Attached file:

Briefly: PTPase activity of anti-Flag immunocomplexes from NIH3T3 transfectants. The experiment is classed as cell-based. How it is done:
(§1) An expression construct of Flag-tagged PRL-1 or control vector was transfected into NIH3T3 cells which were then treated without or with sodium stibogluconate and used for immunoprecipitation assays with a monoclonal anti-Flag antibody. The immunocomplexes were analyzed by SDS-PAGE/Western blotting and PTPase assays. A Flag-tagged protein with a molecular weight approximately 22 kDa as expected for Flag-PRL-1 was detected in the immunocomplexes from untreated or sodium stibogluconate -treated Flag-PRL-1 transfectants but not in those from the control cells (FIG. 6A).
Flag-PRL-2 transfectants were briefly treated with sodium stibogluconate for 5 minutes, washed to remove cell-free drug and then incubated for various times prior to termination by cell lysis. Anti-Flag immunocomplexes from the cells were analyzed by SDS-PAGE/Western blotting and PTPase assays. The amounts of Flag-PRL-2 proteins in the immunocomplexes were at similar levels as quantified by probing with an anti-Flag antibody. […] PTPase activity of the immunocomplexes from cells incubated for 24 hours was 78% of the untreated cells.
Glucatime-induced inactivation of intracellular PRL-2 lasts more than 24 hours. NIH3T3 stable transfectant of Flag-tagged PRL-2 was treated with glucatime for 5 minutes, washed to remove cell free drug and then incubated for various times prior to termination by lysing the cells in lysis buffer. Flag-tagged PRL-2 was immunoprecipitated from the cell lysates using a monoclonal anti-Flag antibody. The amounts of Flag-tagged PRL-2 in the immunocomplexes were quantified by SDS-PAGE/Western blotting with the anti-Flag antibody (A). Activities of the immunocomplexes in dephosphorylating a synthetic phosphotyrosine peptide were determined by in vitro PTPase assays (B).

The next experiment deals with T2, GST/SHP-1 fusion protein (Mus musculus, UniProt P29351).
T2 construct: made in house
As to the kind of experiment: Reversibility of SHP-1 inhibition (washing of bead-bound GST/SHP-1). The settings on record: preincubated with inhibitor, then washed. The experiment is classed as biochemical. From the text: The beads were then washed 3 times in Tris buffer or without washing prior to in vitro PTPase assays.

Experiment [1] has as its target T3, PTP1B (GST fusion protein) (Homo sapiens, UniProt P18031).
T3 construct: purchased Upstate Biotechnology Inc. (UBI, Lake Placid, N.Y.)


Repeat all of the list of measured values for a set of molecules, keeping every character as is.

Briefly: PTPase activity of anti-Flag immunocomplexes from NIH3T3 transfectants. The experiment is classed as cell-based. How it is done:
(§1) An expression construct of Flag-tagged PRL-1 or control vector was transfected into NIH3T3 cells which were then treated without or with sodium stibogluconate and used for immunoprecipitation assays with a monoclonal anti-Flag antibody. The immunocomplexes were analyzed by SDS-PAGE/Western blotting and PTPase assays. A Flag-tagged protein with a molecular weight approximately 22 kDa as expected for Flag-PRL-1 was detected in the immunocomplexes from untreated or sodium stibogluconate -treated Flag-PRL-1 transfectants but not in those from the control cells (FIG. 6A).
Flag-PRL-2 transfectants were briefly treated with sodium stibogluconate for 5 minutes, washed to remove cell-free drug and then incubated for various times prior to termination by cell lysis. Anti-Flag immunocomplexes from the cells were analyzed by SDS-PAGE/Western blotting and PTPase assays. The amounts of Flag-PRL-2 proteins in the immunocomplexes were at similar levels as quantified by probing with an anti-Flag antibody. […] PTPase activity of the immunocomplexes from cells incubated for 24 hours was 78% of the untreated cells.
Glucatime-induced inactivation of intracellular PRL-2 lasts more than 24 hours. NIH3T3 stable transfectant of Flag-tagged PRL-2 was treated with glucatime for 5 minutes, washed to remove cell free drug and then incubated for various times prior to termination by lysing the cells in lysis buffer. Flag-tagged PRL-2 was immunoprecipitated from the cell lysates using a monoclonal anti-Flag antibody. The amounts of Flag-tagged PRL-2 in the immunocomplexes were quantified by SDS-PAGE/Western blotting with the anti-Flag antibody (A). Activities of the immunocomplexes in dephosphorylating a synthetic phosphotyrosine peptide were determined by in vitro PTPase assays (B).

The next experiment deals with T2, GST/SHP-1 fusion protein (Mus musculus, UniProt P29351).
T2 construct: made in house
As to the kind of experiment: Reversibility of SHP-1 inhibition (washing of bead-bound GST/SHP-1). The settings on record: preincubated with inhibitor, then washed. The experiment is classed as biochemical. From the text: The beads were then washed 3 times in Tris buffer or without washing prior to in vitro PTPase assays.

Experiment [1] has as its target T3, PTP1B (GST fusion protein) (Homo sapiens, UniProt P18031).
T3 construct: purchased Upstate Biotechnology Inc. (UBI, Lake Placid, N.Y.)